The president of the U.S. charter airline that flew the former shah of Iran from Panama to Cairo Sunday says that he got the request second-hand from another charter company and that he doesn't know who made the original request for air transportation.
Ward Eason, president of Evergreen International Airline, said in a telephone interview yesterday that the middleman in the arrangement -- the other charter company -- asked not to be identified and that he was respecting the request.
The question of who initiated the request could be significant for two reasons. First, it would indicate what, if any, private or governmental interests may have been involved in the shah's latest move. Second, the choice of Evergreen could become controversial -- some television news reports yesterday said the airline was formerly part of a Central Intelligence Agency operation.
Eason and a CIA spokesman yesterday both said the agency has no connection to the Cia, though Eason said that "probably on some rare occasions they have been a customer of ours."
Eason, who had headed the firm since 1975, said he personally could not recall any such occasion, but he said there were indications that a helicopter charter line operated by the firm may have had some CIA business in the past.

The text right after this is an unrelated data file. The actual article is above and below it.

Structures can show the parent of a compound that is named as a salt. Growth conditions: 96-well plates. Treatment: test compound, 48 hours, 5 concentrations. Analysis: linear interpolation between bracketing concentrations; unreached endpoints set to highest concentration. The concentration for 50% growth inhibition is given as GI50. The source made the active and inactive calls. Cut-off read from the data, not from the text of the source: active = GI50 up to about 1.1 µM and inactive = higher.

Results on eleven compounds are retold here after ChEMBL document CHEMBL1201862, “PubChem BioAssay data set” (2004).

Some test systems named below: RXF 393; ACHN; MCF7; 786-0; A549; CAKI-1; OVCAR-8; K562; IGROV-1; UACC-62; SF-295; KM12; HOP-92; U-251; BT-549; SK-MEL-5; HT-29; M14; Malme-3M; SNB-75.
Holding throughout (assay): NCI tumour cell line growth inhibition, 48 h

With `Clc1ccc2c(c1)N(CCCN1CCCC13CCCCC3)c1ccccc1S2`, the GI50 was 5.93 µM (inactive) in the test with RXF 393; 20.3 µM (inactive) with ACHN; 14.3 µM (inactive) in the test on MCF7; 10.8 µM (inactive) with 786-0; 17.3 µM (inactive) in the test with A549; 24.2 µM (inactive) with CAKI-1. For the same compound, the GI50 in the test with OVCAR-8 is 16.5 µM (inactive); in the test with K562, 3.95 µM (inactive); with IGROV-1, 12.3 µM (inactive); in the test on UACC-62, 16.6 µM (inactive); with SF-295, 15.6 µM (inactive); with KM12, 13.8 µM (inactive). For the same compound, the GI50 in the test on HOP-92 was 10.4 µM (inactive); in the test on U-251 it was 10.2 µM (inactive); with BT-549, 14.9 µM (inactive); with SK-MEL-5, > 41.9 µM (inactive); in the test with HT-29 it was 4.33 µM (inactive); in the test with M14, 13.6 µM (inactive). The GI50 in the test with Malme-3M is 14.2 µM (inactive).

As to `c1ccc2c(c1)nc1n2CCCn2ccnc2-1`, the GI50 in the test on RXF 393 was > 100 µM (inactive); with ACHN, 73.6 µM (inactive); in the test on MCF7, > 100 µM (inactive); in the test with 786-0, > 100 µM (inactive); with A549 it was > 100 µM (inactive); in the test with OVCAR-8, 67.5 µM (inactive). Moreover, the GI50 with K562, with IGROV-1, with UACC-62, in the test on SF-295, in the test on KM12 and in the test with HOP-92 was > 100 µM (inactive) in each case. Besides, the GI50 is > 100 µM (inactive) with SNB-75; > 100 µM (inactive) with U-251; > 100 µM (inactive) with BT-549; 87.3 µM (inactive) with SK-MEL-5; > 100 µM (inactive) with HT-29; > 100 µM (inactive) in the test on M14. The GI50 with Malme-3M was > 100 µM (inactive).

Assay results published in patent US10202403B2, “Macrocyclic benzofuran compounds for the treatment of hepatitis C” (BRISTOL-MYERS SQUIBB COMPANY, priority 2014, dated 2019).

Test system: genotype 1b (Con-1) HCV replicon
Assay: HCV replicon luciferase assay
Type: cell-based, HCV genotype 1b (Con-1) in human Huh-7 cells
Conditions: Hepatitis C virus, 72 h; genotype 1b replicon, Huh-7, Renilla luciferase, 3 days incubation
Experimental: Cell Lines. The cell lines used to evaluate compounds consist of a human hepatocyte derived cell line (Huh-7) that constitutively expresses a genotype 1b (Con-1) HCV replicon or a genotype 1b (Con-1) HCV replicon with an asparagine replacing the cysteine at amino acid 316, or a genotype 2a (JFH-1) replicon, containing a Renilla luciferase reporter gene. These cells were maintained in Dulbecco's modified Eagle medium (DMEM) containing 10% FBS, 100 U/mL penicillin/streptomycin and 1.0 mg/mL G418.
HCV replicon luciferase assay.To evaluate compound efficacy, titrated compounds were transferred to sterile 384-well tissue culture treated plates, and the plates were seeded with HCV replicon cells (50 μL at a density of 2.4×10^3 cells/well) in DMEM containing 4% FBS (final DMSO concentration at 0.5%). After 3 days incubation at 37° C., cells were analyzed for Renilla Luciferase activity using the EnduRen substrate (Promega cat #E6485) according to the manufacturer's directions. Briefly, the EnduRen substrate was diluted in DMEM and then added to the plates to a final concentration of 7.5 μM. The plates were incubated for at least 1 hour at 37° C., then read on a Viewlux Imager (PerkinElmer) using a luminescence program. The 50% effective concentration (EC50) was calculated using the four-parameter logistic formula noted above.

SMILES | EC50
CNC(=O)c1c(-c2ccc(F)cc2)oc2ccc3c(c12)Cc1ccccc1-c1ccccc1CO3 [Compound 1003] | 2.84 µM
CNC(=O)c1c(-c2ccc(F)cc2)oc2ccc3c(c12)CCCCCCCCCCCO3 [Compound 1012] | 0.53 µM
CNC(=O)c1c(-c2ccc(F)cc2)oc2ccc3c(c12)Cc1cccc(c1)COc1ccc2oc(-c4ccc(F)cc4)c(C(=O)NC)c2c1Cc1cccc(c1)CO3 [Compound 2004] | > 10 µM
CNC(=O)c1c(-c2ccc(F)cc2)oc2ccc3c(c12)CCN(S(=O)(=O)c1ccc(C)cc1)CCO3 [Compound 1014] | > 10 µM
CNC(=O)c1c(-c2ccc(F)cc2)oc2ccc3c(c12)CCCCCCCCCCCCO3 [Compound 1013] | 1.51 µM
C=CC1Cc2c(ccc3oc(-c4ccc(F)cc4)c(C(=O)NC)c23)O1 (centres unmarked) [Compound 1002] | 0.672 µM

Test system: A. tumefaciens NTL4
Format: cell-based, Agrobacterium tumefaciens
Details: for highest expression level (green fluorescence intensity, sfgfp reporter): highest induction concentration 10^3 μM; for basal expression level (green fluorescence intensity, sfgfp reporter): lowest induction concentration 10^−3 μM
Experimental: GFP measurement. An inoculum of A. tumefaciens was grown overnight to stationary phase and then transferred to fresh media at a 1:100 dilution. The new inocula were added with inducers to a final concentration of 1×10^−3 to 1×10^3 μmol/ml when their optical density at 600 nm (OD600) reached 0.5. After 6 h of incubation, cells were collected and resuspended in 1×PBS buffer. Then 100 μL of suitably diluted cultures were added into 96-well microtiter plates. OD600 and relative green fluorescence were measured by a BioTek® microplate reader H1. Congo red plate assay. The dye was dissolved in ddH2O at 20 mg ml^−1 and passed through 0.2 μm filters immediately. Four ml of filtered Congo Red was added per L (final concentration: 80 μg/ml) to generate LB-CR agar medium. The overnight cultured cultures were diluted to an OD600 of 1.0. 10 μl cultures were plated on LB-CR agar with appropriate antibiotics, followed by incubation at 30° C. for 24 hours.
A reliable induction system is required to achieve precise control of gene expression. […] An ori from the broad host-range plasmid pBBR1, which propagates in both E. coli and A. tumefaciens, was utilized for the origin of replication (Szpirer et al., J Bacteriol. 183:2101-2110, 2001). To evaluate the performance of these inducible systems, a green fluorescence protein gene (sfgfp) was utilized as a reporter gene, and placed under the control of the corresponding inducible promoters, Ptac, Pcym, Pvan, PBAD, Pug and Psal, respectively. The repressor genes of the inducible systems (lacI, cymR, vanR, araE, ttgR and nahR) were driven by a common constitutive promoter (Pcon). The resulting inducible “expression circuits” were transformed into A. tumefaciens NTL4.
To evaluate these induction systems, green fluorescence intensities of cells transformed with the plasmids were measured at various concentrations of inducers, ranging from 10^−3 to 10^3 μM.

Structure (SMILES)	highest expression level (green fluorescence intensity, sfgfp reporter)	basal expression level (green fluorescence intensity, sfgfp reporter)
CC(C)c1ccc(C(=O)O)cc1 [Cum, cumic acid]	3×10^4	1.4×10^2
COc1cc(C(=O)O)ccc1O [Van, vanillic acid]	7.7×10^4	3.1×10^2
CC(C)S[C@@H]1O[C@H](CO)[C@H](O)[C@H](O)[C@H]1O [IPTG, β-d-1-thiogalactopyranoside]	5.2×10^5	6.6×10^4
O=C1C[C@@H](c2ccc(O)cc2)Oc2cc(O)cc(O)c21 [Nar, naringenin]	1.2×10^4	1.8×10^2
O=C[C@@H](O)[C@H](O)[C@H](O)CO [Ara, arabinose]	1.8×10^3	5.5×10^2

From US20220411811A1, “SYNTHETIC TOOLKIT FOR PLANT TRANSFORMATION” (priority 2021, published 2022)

Eason and CIA officials both reported that the firm purchased some flight facilities in Arizona from the CIA in the mid-1970s when the agency, under pressure, put some private holdings up for sale. The CIA holdings were called Inter-Mountain Aviation before they were sold.
The militants holding the American hostages in Tehran have sought to exploit every alleged link between the shah and the CIA. CIA sources said the choice of Evergreen, even though there is no current connection, caught them flat-footed. Whoever arranged the flight probably didn't know of even the slim earlier association and probably had no reason to ask about any connection, they said.
Evergreen, headquartered in Newberg, Ore., has a fleet of 19 big jet transports and a reputation in the industry of being able to handle unusual requirements quickly, Eason said.
He said the other charter outfit that contacted him had a good reputation, but its smaller planes were not adequate for the job. Eason said Evergreen was not given much information initially, and wasn't sure at the outset what the mission was. But the firm was able to "put two and two together" when the destination became clear, he said.
He said one of Evergreen's jets was dispatched from Detroit within four hours of getting the request. The four-engine DC8 landed in Panama early Sunday morning, he said, and left with the ex-shah aboard a few hours later.